By Robert Barron, Staff Writer
Enid News and Eagle
One of the oldest oil production companies in Enid is Ward Petroleum, which drilled its first well near Enid in 1963.
President Lew Ward said the company has most of its activities centered in the Washita the Anadarko basin and Arkoma areas. Since the company’s beginning, it has drilled more than 800 wells, some as deep at 22,000 feet.
Ward Petroleum has nearly 350 wells in Oklahoma.
The company focuses on geologically complex areas with multi-pay and multi-well potential and uses 3D seismic technology to reduce risk. Ward Petroleum started researching 3D seismic 10 years ago and partnered with Marathon to expand on its success.
The Anadarko Basin is a multi-pay zone, with opportunities for deeper potential due to passed over shallow zones, increased density drilling and low-risk back-up zones for higher risk exploratory tests, according to the company’s website.
Ward said the company currently is working in Roger Mills and Ellis counties, drilling horizontal wells in the Tonkawa and Granite Washita formations. The company also is interested in Mississippi Limestone formations in its area.
“We’re watching what’s happening in the Mississippi play in our backyard,” Ward said. “We’re seeing some very good resources in some and interesting in others.”
Ward said he is uncertain the Mississippi play is as attractive in this area as it is in others, but it has caught a lot of oil men’s attentions.
“We’re very fortunate what’s going on in the Grant, Alfalfa, Woods County and into Kansas. It’s very beneficial,” he said.
But the action is never far from home. As example of activity currently in the Enid area, Ward suggested traveling south on U.S. 81 to Waukomis and observe the number of cars at motels near the highway.
“There is no place to stay in Enid ...” he said. “Bank deposits are up, and lots of good things are happening.”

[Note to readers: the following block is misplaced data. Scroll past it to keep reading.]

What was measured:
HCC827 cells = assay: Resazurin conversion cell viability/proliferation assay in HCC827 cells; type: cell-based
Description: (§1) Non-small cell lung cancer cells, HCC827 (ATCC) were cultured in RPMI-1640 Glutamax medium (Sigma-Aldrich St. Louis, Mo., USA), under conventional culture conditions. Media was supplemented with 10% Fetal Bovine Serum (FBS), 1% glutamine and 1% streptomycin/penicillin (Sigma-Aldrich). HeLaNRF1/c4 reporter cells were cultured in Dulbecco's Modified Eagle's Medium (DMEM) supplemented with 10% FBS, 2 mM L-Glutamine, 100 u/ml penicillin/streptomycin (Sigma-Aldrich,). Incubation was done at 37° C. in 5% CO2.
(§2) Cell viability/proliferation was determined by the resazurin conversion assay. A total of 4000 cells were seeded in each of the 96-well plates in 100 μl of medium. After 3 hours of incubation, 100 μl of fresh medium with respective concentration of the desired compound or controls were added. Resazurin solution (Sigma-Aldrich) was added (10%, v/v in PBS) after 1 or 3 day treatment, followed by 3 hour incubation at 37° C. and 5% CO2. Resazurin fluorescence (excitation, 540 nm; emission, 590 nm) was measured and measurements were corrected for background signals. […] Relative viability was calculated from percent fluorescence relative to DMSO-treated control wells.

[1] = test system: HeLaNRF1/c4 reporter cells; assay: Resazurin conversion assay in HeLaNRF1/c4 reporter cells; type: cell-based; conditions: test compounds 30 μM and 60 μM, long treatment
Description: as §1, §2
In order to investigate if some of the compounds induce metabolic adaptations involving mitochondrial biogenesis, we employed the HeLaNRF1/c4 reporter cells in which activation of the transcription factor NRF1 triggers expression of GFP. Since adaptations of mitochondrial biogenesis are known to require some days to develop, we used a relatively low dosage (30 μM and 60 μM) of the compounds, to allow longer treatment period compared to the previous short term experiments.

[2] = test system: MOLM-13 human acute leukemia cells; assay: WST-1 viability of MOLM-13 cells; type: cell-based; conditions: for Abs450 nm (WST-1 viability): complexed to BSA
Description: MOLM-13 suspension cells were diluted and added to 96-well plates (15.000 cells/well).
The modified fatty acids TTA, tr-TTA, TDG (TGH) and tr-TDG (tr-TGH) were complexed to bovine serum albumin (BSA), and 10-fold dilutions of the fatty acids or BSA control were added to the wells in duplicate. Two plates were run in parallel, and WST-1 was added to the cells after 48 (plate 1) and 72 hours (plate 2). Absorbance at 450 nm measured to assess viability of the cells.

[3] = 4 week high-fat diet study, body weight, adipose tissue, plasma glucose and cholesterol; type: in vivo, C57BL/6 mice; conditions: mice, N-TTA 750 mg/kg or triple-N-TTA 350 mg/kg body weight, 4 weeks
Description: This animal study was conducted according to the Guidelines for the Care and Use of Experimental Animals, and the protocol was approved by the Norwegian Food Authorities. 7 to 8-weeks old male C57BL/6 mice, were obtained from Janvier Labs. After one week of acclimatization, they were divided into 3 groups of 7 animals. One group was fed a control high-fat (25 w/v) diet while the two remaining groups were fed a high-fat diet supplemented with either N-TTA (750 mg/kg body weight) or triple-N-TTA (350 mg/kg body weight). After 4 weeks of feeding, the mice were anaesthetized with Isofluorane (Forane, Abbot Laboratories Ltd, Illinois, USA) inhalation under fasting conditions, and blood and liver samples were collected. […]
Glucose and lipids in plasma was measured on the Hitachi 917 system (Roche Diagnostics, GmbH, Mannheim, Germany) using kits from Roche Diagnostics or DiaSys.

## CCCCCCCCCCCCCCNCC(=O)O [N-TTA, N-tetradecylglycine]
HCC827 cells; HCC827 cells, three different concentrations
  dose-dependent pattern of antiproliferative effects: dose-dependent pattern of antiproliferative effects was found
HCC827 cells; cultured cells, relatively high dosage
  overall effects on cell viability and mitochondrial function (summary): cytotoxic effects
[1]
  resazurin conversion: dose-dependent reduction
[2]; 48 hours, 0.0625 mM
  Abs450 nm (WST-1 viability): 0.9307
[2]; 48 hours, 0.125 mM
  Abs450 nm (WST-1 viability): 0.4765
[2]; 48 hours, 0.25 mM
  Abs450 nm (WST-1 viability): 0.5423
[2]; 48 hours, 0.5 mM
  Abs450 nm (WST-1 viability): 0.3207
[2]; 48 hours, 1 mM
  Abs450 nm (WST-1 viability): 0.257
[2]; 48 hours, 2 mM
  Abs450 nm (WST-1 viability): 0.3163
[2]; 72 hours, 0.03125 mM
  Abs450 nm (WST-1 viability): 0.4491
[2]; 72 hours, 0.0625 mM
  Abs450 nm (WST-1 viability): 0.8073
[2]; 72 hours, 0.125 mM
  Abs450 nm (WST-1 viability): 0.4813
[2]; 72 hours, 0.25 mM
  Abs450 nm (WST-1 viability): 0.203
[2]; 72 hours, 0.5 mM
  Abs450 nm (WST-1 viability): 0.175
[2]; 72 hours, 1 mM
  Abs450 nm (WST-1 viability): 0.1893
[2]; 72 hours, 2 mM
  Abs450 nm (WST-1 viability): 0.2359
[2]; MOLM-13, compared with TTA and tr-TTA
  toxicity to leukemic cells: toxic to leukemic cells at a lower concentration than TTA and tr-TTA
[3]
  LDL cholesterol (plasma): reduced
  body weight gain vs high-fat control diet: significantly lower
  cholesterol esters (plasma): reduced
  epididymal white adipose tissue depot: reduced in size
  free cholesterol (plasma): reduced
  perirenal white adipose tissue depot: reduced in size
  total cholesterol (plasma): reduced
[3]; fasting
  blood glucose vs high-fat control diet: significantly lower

In his operation, Ward said he tries to favor a prospect that has more oil than gas potential. That doesn’t mean he is not favorable for developing gas potential, but prices for gas are not as good currently, although he said they will be better in the future.
Ward said since he started his business he has seen many trends in the oil business. He said he has stayed optimistic about the oil business and is as enthusiastic today as ever. Horizontal drilling, a relatively new technology, will be valuable in the industry.
“It has changed completely in the last three or four years,” he said. “It’s not the same industry we had three or four years ago. Then you couldn’t say we had 100 years supply of gas and oil, but you can say it now with a great deal of confidence.”
Ward is a firm believer in the free market system and believes it will take care of problems. If there is a shortage, technology will find a way to fill it, and if there is a surplus, the market will find a way to avert those problems, Ward said.
“Oil prices are a great driver, and they will drive the deliverability of primarily crude oil, to where it will soon become a surplus. That will happen sometime in the future, in the foreseeable future 12-18 months. So many are dependent on it,” he said.
Ward said oil pumped in the United States will help the nation become independent of foreign sources. Ward called that oil pool an “awesome amount” that will start coming to market when the pipelines get in place.
That will indicate there is a surplus, he said. When America has a surplus of oil and gas there no longer will be a need to purchase it from foreign countries, some of which are not friendly and undependable.
“In addition,” he said, “when you buy gas and oil from one of those countries you are sponsoring state terrorism.”